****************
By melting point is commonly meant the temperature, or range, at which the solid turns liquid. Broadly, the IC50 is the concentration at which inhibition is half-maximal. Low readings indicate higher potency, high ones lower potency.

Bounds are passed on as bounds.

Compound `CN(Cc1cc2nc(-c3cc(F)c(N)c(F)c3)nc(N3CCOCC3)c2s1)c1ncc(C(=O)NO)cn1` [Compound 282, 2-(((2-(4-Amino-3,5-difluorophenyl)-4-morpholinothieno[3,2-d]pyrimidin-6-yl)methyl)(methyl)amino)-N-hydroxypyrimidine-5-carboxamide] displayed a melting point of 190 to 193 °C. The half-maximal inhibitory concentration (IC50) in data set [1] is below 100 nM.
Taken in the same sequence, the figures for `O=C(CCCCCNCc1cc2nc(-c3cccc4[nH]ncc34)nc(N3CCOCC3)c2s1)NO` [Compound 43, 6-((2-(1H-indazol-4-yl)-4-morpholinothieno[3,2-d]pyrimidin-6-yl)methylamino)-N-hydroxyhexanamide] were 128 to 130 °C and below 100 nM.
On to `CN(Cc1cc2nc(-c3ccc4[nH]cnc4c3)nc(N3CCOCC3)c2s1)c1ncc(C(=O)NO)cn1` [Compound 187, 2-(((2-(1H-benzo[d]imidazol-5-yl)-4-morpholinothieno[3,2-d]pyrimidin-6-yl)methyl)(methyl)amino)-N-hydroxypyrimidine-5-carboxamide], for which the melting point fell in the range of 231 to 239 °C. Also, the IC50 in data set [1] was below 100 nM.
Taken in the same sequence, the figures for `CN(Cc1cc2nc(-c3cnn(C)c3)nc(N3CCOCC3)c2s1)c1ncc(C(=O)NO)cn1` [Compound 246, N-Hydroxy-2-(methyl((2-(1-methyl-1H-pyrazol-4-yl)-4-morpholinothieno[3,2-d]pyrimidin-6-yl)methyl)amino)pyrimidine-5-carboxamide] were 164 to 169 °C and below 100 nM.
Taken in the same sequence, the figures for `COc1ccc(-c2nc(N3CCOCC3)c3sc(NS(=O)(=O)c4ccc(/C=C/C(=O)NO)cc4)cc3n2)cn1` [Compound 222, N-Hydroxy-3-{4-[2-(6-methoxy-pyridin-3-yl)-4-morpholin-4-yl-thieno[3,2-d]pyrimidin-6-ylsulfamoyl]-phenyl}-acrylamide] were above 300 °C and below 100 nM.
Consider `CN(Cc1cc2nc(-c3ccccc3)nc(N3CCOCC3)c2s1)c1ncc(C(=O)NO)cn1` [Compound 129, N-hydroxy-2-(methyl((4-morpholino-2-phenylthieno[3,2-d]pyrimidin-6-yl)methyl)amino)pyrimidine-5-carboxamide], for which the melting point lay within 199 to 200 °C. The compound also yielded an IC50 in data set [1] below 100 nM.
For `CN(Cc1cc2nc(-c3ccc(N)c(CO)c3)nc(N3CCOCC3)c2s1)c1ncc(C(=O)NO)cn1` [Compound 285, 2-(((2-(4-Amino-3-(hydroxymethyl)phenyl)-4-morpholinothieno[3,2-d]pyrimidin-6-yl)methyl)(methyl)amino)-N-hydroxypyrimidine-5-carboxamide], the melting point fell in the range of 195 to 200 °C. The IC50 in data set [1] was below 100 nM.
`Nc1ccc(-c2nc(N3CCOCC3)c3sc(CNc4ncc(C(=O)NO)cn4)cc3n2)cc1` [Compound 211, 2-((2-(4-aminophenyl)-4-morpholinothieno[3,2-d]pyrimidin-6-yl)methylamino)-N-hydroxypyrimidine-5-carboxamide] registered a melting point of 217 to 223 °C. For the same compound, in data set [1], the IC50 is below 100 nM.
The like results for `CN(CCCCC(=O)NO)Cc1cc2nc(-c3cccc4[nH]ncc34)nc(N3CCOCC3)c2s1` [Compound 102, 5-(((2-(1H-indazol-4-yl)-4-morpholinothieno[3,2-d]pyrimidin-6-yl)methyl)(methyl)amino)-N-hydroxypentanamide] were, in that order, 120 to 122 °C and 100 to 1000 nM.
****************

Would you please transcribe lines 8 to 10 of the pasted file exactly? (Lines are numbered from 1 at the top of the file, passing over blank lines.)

Consider `CN(Cc1cc2nc(-c3ccccc3)nc(N3CCOCC3)c2s1)c1ncc(C(=O)NO)cn1` [Compound 129, N-hydroxy-2-(methyl((4-morpholino-2-phenylthieno[3,2-d]pyrimidin-6-yl)methyl)amino)pyrimidine-5-carboxamide], for which the melting point lay within 199 to 200 °C. The compound also yielded an IC50 in data set [1] below 100 nM.
For `CN(Cc1cc2nc(-c3ccc(N)c(CO)c3)nc(N3CCOCC3)c2s1)c1ncc(C(=O)NO)cn1` [Compound 285, 2-(((2-(4-Amino-3-(hydroxymethyl)phenyl)-4-morpholinothieno[3,2-d]pyrimidin-6-yl)methyl)(methyl)amino)-N-hydroxypyrimidine-5-carboxamide], the melting point fell in the range of 195 to 200 °C. The IC50 in data set [1] was below 100 nM.
`Nc1ccc(-c2nc(N3CCOCC3)c3sc(CNc4ncc(C(=O)NO)cn4)cc3n2)cc1` [Compound 211, 2-((2-(4-aminophenyl)-4-morpholinothieno[3,2-d]pyrimidin-6-yl)methylamino)-N-hydroxypyrimidine-5-carboxamide] registered a melting point of 217 to 223 °C. For the same compound, in data set [1], the IC50 is below 100 nM.